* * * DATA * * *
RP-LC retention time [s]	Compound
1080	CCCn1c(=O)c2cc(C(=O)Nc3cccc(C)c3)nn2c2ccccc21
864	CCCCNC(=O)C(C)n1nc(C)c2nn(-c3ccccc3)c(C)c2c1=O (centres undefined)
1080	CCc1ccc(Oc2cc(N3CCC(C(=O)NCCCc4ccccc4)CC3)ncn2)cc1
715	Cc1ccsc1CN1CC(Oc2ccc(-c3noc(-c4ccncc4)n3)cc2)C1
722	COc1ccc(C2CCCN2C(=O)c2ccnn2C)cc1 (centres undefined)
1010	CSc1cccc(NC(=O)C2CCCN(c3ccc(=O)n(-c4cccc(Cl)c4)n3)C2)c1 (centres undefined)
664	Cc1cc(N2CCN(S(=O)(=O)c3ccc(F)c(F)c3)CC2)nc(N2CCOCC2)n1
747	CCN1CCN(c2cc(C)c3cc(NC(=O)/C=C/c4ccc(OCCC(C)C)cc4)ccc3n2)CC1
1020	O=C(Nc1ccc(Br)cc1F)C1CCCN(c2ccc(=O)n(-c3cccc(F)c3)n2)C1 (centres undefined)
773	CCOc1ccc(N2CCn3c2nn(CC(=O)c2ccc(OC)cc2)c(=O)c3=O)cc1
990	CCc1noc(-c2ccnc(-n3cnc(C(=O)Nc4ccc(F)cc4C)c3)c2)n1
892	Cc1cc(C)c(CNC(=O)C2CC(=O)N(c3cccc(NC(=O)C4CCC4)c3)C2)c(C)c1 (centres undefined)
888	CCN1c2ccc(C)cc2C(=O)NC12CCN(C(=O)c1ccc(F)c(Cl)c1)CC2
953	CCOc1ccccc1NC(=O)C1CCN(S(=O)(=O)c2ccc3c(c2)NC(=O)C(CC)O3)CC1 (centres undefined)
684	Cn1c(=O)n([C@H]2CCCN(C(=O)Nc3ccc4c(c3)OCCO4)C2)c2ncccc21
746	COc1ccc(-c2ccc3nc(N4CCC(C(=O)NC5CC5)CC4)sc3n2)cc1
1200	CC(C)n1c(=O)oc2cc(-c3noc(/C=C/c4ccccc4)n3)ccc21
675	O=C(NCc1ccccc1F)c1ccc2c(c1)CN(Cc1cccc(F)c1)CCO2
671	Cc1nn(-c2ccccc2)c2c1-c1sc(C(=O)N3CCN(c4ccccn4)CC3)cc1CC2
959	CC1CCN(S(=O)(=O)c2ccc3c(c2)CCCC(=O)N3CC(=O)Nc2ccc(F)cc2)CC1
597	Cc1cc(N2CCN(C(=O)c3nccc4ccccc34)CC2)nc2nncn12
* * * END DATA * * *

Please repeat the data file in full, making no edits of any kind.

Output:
RP-LC retention time [s]	Compound
1080	CCCn1c(=O)c2cc(C(=O)Nc3cccc(C)c3)nn2c2ccccc21
864	CCCCNC(=O)C(C)n1nc(C)c2nn(-c3ccccc3)c(C)c2c1=O (centres undefined)
1080	CCc1ccc(Oc2cc(N3CCC(C(=O)NCCCc4ccccc4)CC3)ncn2)cc1
715	Cc1ccsc1CN1CC(Oc2ccc(-c3noc(-c4ccncc4)n3)cc2)C1
722	COc1ccc(C2CCCN2C(=O)c2ccnn2C)cc1 (centres undefined)
1010	CSc1cccc(NC(=O)C2CCCN(c3ccc(=O)n(-c4cccc(Cl)c4)n3)C2)c1 (centres undefined)
664	Cc1cc(N2CCN(S(=O)(=O)c3ccc(F)c(F)c3)CC2)nc(N2CCOCC2)n1
747	CCN1CCN(c2cc(C)c3cc(NC(=O)/C=C/c4ccc(OCCC(C)C)cc4)ccc3n2)CC1
1020	O=C(Nc1ccc(Br)cc1F)C1CCCN(c2ccc(=O)n(-c3cccc(F)c3)n2)C1 (centres undefined)
773	CCOc1ccc(N2CCn3c2nn(CC(=O)c2ccc(OC)cc2)c(=O)c3=O)cc1
990	CCc1noc(-c2ccnc(-n3cnc(C(=O)Nc4ccc(F)cc4C)c3)c2)n1
892	Cc1cc(C)c(CNC(=O)C2CC(=O)N(c3cccc(NC(=O)C4CCC4)c3)C2)c(C)c1 (centres undefined)
888	CCN1c2ccc(C)cc2C(=O)NC12CCN(C(=O)c1ccc(F)c(Cl)c1)CC2
953	CCOc1ccccc1NC(=O)C1CCN(S(=O)(=O)c2ccc3c(c2)NC(=O)C(CC)O3)CC1 (centres undefined)
684	Cn1c(=O)n([C@H]2CCCN(C(=O)Nc3ccc4c(c3)OCCO4)C2)c2ncccc21
746	COc1ccc(-c2ccc3nc(N4CCC(C(=O)NC5CC5)CC4)sc3n2)cc1
1200	CC(C)n1c(=O)oc2cc(-c3noc(/C=C/c4ccccc4)n3)ccc21
675	O=C(NCc1ccccc1F)c1ccc2c(c1)CN(Cc1cccc(F)c1)CCO2
671	Cc1nn(-c2ccccc2)c2c1-c1sc(C(=O)N3CCN(c4ccccn4)CC3)cc1CC2
959	CC1CCN(S(=O)(=O)c2ccc3c(c2)CCCC(=O)N3CC(=O)Nc2ccc(F)cc2)CC1
597	Cc1cc(N2CCN(C(=O)c3nccc4ccccc34)CC2)nc2nncn12